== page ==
Blackberry

Canadian Fined For Not Providing Border Agents Smartphone Password (www.cbc.ca) 276

Reader da_foz writes: A Canadian was reentering Canada when he was arrested and charged with hindering or obstructing border officials. At the time traces of cocaine were found on his bags and he was carrying $5,000 in cash. He provided his smartphone to border agents as requested, however refused to provide the password. Canada Border Services Agency officials asked for Philippon's smartphone and its password. From a report: "He handed over his BlackBerry but refused to disclose the code to access the phone. Philippon was arrested and charged under the federal Customs Act, accused of hindering or obstructing border officials." It is unclear if he provided the password while agreeing to the fine.
Android

900M Android Devices Vulnerable To New 'Quadrooter' Security Flaw (cnet.com) 129

An anonymous Slashdot reader quotes a report from CNET: Four newly-discovered vulnerabilities found in Android phones and tablets that ship with a Qualcomm chip could allow an attacker to take complete control of an affected device. The set of vulnerabilities, dubbed "Quadrooter," affects over 900 million phone and tablets, according to Check Point researchers who discovered the flaws. An attacker would have to trick a user into installing a malicious app, which wouldn't require any special permissions. If successfully exploited, an attacker can gain root access, which gives the attacker full access to an affected Android device, its data, and its hardware -- including its camera and microphone.
The flaw even affects several of Google's own Nexus devices, as well as the Samsung Galaxy S7 and S7 Edge, according to the article, as well as the Blackberry DTEK50, which the company describes as the "most secure Android smartphone." CNET adds that "A patch that will fix one of the flaws will not be widely released until September, a Google spokesperson confirmed."
Blackberry

BlackBerry Enters New Phase Of Patent Monetization, Sues Internet Telephony Firm Avaya (arstechnica.com) 59

In what can be seen as a turning point for BlackBerry, the Canadian iconic company has filed a patent lawsuit against internet telephony firm Avaya. BlackBerry claims Avaya has infringed eight of its U.S. patents, and that BlackBerry should be paid for its history of innovation going back nearly 20 years. "BlackBerry revolutionized the mobile industry," the company's lawyers said. "BlackBerry... has invented a broad array of new technologies that cover everything from enhanced security and cryptographic techniques, to mobile device user interfaces, to communication servers, and many other areas." From an article on Iam Media: The move comes just over a year since Blackberry announced itself as a major player in the monetisation space with an agreement signed with Cisco, in which the Canadian company not only secured a cross-licensing deal but also "a license fee from Cisco." Another royalty-bearing deal was done with an unnamed company around the same time. Since then, the company has also signed two more deals with Canon and International Game Technology, both of which look to contain a royalties element to them; while in January it emerged that late last year Blackberry had sold a portfolio of patents to investment firm Centerbridge Partners for as much as $50 million. Blackberry CEO John Chen has made clear that he sees the company's patent assets as a key element in his plans. "We have today about 44,000 patents. The good thing about this is that we also have one of the youngest patent portfolios in the entire industry, so monetization of our patents is an important aspect of our turnaround," he told delegates at a summit in Waterloo, Ontario, last September. He was at it again in May during an earnings call with analysts when he stated: "Many people have wanted to buy the patents... But I'm not really in a patent-selling mode, I'm in a patent licensing mode."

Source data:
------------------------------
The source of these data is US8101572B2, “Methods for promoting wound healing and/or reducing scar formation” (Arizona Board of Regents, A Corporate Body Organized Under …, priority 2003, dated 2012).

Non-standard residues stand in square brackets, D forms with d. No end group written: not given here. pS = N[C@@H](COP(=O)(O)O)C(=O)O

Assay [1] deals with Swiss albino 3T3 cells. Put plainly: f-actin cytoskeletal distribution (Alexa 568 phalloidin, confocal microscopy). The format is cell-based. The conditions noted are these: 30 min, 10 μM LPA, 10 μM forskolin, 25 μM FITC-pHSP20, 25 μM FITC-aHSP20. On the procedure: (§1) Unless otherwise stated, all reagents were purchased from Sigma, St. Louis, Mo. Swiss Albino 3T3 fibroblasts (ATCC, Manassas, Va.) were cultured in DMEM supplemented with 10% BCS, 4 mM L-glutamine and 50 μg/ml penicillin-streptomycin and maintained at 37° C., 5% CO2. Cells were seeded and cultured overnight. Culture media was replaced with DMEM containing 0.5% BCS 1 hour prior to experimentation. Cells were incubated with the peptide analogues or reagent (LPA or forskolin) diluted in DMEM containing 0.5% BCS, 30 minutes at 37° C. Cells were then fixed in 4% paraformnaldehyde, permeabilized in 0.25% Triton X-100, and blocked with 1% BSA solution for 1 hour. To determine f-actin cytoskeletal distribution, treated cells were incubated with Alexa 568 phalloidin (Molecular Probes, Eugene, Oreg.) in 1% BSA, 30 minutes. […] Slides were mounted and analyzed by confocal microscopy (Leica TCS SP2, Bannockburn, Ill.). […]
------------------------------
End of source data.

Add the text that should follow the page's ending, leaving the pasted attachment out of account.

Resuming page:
Blackberry

BlackBerry Says Its New Android Smartphone DTEK 50 Is the 'World's Most Secure' (theverge.com) 94

BlackBerry, which once assumed the tentpole position in the mobile market, announced on Tuesday the BlackBerry DTEK 50, its second smartphone powered by Google's Android operating system. The Canadean company is marketing the DTEK as the 'world's most secure' phone. It is priced at $300, and will go on sale in select markets on August 8. The Verge adds:The DTEK50 has a 5.2-inch, 1080p display, Qualcomm Snapdragon 617 processor, 3GB RAM, 13-megapixel camera, and 2,610mAh battery. The 8-megapixel front camera also includes a flash for taking selfies. It runs Android 6.0 Marshmallow with BlackBerry's software features, such as the Hub. The software is similar to the software on the Priv released last year. The security features are highlighted right in the device's name, as it has BlackBerry's DTEK software that protects users from malware and other security problems often seen on Android smartphones. The DTEK app lets users quickly get an overview of their device's security and take action on any potential issues. BlackBerry says that it has modified Android with its own technology originally developed for the BB10 platform to make it more secure. The company is also committing to rapid updates to deliver security patches shortly after they are released.